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Introduction
  • Provides exposure to
    • hip joint
    • ilium
  • Indications
    • THA
    • open reduction of congenital hip dislocations
    • synovial biopsies
    • intra-articular fusions
    • excision of pelvic tumors
    • pelvic osteotomies
    • irrigation and debridement of infected, native hip
 
Planes
 
Position and Preparation
  • Anesthesia
    • options include
      • block vs. general anesthesia
  • Position
    • supine
 
Approach
  • Incision
    • make incision from anterior half of iliac crest to ASIS
    • from ASIS curve inferiorly in the direction of the lateral patella for 8-10 cm 
  • Superficial dissection
    • identify gap between sartorius and tensor fasciae latae
    • dissect through subcutaneous fat (avoid lateral femoral cutaneous n.)
    • incise fascia on medial side of tensor fascia latae
    • detach origin of tensor fasciae latae of iliac to develop internervous plane
    • ligate the ascending branch of the lateral femoral circumflex artery (crosses gap between sartorius and tensor fascia latae)
  • Deep dissection
    • identify plane between rectus femoris and gluteus medius
    • detach rectus femoris from both its origins
    • retract rectus femoris and iliopsoas medially and gluteus medius laterally to expose the hip capsule
    • adduct and externally rotate the hip to place the capsule on stretch
    • incise capsule with a longitudinal or T-shaped capsular incision 
    • dislocate hip with external rotation after capsulotomy is complete
  • Proximal extension
    • indications
      • bone graft harvest
    • dissection
      • extend proximal incision posteriorly along the iliac crest
  • Distal extension
    • indications
      • intra-operative fracture of distal femur
    • dissection
      • lengthen skin incision downward along anterolateral aspect of thigh
      • incise fascia latae in line with skin incision
      • stay in the interval between the vastus lateralis and rectus femoris




 


Dangers
  • Lateral femoral cutaneous nerve 
    • reaches thigh by passing under inguinal ligament
      • the course is variable and the LFCN can be seen passing medial or lateral to ASIS 
    • most commonly seen when incising fascia between the sartorius and the tensor fascia latae
    • injury may lead to painful neuroma or decreased sensation on lateral aspect of thigh
  • Femoral nerve
    • should remain protected as long as you stay lateral to sartorius muscle
  • Ascending branch of lateral femoral circumflex artery  
    • found proximally in the internervous plane between the tensor fascia latae and sartorius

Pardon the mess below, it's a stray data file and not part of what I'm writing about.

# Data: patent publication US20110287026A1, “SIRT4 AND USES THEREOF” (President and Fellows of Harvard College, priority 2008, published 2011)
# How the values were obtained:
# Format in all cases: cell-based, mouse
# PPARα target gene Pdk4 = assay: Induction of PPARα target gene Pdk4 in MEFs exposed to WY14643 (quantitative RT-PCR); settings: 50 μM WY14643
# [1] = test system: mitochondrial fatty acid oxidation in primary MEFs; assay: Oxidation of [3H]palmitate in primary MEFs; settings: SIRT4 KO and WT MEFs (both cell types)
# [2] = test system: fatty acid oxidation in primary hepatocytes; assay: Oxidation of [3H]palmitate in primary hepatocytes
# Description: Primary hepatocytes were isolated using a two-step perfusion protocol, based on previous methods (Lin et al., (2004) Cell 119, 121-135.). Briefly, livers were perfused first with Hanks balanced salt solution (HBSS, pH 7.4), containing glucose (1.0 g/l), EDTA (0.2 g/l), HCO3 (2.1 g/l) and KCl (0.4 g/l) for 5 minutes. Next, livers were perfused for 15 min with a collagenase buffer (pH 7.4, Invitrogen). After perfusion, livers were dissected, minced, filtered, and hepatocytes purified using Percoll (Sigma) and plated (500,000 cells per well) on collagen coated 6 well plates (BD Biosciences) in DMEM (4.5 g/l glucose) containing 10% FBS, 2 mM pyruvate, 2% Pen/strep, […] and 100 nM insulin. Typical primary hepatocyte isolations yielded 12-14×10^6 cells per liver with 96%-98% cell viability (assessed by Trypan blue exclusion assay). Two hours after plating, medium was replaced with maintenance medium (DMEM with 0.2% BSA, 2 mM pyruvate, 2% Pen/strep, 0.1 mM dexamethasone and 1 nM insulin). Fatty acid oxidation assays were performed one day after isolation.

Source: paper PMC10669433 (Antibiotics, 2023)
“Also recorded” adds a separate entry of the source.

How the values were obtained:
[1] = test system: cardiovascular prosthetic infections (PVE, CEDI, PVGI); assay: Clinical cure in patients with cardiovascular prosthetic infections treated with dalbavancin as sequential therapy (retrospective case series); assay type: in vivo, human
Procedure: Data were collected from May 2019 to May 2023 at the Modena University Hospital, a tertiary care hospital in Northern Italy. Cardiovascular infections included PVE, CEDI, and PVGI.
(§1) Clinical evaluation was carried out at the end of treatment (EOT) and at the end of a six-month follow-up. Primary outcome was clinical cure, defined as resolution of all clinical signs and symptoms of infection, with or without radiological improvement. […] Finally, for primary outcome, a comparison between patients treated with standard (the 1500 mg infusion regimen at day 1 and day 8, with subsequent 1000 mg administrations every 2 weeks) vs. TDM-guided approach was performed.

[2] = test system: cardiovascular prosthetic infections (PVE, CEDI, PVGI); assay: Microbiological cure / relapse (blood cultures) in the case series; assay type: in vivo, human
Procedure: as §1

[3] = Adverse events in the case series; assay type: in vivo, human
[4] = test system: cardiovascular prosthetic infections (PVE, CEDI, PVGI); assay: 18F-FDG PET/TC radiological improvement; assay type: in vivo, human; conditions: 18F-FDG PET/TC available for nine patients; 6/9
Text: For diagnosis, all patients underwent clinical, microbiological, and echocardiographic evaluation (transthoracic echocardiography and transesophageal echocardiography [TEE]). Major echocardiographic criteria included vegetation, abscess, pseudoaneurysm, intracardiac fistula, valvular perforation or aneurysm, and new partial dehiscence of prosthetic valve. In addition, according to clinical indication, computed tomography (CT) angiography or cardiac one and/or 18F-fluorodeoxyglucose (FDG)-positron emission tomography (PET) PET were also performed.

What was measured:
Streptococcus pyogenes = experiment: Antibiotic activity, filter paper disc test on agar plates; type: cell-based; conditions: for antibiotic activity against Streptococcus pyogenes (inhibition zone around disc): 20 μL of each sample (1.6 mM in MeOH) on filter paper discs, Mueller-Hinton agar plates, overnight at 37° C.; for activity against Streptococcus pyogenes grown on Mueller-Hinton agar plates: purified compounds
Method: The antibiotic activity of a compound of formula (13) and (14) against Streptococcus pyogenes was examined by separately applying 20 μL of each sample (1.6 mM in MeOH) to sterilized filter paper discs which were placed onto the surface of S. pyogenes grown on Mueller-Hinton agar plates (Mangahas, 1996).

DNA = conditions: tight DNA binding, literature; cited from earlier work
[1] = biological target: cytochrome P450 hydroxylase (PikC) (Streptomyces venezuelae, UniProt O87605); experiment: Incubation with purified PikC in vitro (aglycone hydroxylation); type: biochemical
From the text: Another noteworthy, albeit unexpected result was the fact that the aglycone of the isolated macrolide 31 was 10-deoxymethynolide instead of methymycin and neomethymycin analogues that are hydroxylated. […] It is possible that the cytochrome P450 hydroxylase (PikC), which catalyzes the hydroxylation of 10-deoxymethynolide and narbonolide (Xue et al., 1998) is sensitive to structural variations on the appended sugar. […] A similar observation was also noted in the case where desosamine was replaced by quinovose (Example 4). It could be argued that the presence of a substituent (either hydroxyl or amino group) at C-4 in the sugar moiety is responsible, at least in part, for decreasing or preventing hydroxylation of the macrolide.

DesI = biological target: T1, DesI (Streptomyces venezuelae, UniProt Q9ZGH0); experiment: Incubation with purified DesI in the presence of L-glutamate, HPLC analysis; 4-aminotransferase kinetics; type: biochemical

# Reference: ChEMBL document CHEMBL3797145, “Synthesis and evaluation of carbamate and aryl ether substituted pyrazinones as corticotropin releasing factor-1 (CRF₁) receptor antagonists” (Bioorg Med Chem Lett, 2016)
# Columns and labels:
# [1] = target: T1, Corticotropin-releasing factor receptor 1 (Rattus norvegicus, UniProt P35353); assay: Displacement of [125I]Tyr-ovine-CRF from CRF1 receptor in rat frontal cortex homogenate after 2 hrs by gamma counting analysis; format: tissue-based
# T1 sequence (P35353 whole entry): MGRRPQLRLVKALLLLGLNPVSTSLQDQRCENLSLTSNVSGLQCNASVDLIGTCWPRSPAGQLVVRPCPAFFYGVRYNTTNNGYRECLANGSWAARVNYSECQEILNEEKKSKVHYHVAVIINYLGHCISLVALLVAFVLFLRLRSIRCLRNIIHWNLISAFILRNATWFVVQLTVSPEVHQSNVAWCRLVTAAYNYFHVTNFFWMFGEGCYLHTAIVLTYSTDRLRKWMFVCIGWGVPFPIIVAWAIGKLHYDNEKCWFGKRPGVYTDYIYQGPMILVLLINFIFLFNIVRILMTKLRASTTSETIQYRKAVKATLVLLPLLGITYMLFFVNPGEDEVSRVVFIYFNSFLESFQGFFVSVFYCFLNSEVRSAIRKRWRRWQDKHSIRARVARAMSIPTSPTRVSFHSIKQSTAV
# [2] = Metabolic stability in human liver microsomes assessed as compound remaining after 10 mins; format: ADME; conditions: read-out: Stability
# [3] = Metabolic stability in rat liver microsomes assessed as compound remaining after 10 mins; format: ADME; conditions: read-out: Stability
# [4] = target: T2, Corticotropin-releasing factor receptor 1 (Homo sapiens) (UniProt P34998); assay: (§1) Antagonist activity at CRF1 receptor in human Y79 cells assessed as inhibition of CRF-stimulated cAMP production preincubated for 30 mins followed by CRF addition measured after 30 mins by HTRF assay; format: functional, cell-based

• be sure to ligate to prevent excessive bleeding
 

 

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Questions (2)

(OBQ09.103) What two nerves make up the internervous plane in the Smith-Petersen anterior hip approach? Review Topic

QID:2916
1

There is no internervous plane

6%

(71/1181)

2

Femoral nerve and inferior gluteal nerve

7%

(82/1181)

3

Femoral nerve and superior gluteal nerve

85%

(999/1181)

4

Obturator nerve and superior gluteal nerve

2%

(18/1181)

5

Obturator nerve and inferior gluteal nerve

0%

(5/1181)

Select Answer to see Preferred Response

PREFERRED RESPONSE 3

The internervous plane in the Smith-Petersen anterior hip approach is made by the femoral nerve and superior gluteal nerve.

The anterior Smith-Petersen hip approach uses the superficial internervous plane between the sartorius (femoral nerve) and the tensor fascia latae (superior gluteal nerve). The deep plane for access to the hip joint capsule uses the same internervous plane but is between the rectus femoris (femoral nerve) and the gluteus medius (superior gluteal nerve). In this approach to the hip, one must be conscious to avoid damaging the lateral femoral cutaneous nerve.

Illustration A and B show the superficial and deep internervous plane.

ILLUSTRATIONS:

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Question COMMENTS (2)

(OBQ07.263) The ascending branch of the lateral femoral circumflex artery is at risk with which of the following surgical approaches? Review Topic

QID:924
1

Stoppa approach

2%

(16/859)

2

Kocher-Langenbach approach

10%

(86/859)

3

Ilioinguinal approach

4%

(35/859)

4

Watson-Jones approach

14%

(117/859)

5

Smith-Petersen approach

70%

(604/859)

Select Answer to see Preferred Response

PREFERRED RESPONSE 5

The ascending branch of the lateral femoral circumflex artery is at risk during the Smith-Petersen approach to the hip. In this approach, an internervous interval between the femoral nerve (sartorius, superficial; rectus femoris, deep) and superior gluteal nerve (tensor fascia latae, superficial; gluteus medius, deep) is utilized.
The ascending branch of the lateral femoral circumflex artery runs proximally in the internervous plane between the two deep muscles.

Incorrect Answers
Answer 1: http://www.orthobullets.com/approaches/12056/stoppa-approach-to-acetabulum
Answer 2: http://www.orthobullets.com/approaches/12015/posterior-approach-to-the-acetabulum-kocher-langenbeck
Answer 3: http://www.orthobullets.com/approaches/12016/ilioinguinal-approach-to-the-acetabulum
Answer 4: http://www.orthobullets.com/approaches/12021/hip-anterolateral-approach-watson-jones


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Question COMMENTS (2)
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